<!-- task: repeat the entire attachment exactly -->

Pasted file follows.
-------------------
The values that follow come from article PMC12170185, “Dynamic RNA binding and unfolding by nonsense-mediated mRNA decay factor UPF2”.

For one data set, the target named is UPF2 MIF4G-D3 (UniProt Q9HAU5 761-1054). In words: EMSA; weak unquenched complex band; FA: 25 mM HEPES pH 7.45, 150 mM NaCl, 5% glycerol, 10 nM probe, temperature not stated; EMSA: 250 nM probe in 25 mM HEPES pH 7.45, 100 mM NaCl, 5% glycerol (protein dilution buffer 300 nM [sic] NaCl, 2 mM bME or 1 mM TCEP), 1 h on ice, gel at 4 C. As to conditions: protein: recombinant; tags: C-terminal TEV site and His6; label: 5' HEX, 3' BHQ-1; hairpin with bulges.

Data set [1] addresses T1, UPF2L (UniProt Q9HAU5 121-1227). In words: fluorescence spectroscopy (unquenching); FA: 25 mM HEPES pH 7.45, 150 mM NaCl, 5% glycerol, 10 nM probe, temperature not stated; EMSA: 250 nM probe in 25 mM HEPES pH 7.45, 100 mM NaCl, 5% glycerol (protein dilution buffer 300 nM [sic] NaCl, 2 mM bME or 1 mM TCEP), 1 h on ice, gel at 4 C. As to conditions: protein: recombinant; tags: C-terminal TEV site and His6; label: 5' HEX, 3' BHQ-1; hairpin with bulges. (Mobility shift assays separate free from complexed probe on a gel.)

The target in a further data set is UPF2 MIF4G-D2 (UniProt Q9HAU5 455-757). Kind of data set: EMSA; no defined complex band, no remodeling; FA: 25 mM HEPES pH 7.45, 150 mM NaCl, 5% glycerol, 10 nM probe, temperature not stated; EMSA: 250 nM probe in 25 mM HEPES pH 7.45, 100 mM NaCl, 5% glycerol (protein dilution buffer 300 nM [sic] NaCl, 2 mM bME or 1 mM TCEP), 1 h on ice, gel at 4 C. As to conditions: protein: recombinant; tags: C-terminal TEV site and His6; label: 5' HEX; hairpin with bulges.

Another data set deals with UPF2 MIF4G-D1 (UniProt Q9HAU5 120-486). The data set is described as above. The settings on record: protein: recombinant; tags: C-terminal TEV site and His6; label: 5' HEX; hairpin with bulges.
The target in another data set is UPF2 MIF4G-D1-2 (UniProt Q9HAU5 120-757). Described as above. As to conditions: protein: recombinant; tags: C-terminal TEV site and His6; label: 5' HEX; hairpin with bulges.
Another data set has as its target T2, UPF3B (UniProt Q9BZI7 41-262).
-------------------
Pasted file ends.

The values that follow come from article PMC12170185, “Dynamic RNA binding and unfolding by nonsense-mediated mRNA decay factor UPF2”.

For one data set, the target named is UPF2 MIF4G-D3 (UniProt Q9HAU5 761-1054). In words: EMSA; weak unquenched complex band; FA: 25 mM HEPES pH 7.45, 150 mM NaCl, 5% glycerol, 10 nM probe, temperature not stated; EMSA: 250 nM probe in 25 mM HEPES pH 7.45, 100 mM NaCl, 5% glycerol (protein dilution buffer 300 nM [sic] NaCl, 2 mM bME or 1 mM TCEP), 1 h on ice, gel at 4 C. As to conditions: protein: recombinant; tags: C-terminal TEV site and His6; label: 5' HEX, 3' BHQ-1; hairpin with bulges.

Data set [1] addresses T1, UPF2L (UniProt Q9HAU5 121-1227). In words: fluorescence spectroscopy (unquenching); FA: 25 mM HEPES pH 7.45, 150 mM NaCl, 5% glycerol, 10 nM probe, temperature not stated; EMSA: 250 nM probe in 25 mM HEPES pH 7.45, 100 mM NaCl, 5% glycerol (protein dilution buffer 300 nM [sic] NaCl, 2 mM bME or 1 mM TCEP), 1 h on ice, gel at 4 C. As to conditions: protein: recombinant; tags: C-terminal TEV site and His6; label: 5' HEX, 3' BHQ-1; hairpin with bulges. (Mobility shift assays separate free from complexed probe on a gel.)

The target in a further data set is UPF2 MIF4G-D2 (UniProt Q9HAU5 455-757). Kind of data set: EMSA; no defined complex band, no remodeling; FA: 25 mM HEPES pH 7.45, 150 mM NaCl, 5% glycerol, 10 nM probe, temperature not stated; EMSA: 250 nM probe in 25 mM HEPES pH 7.45, 100 mM NaCl, 5% glycerol (protein dilution buffer 300 nM [sic] NaCl, 2 mM bME or 1 mM TCEP), 1 h on ice, gel at 4 C. As to conditions: protein: recombinant; tags: C-terminal TEV site and His6; label: 5' HEX; hairpin with bulges.

Another data set deals with UPF2 MIF4G-D1 (UniProt Q9HAU5 120-486). The data set is described as above. The settings on record: protein: recombinant; tags: C-terminal TEV site and His6; label: 5' HEX; hairpin with bulges.
The target in another data set is UPF2 MIF4G-D1-2 (UniProt Q9HAU5 120-757). Described as above. As to conditions: protein: recombinant; tags: C-terminal TEV site and His6; label: 5' HEX; hairpin with bulges.
Another data set has as its target T2, UPF3B (UniProt Q9BZI7 41-262).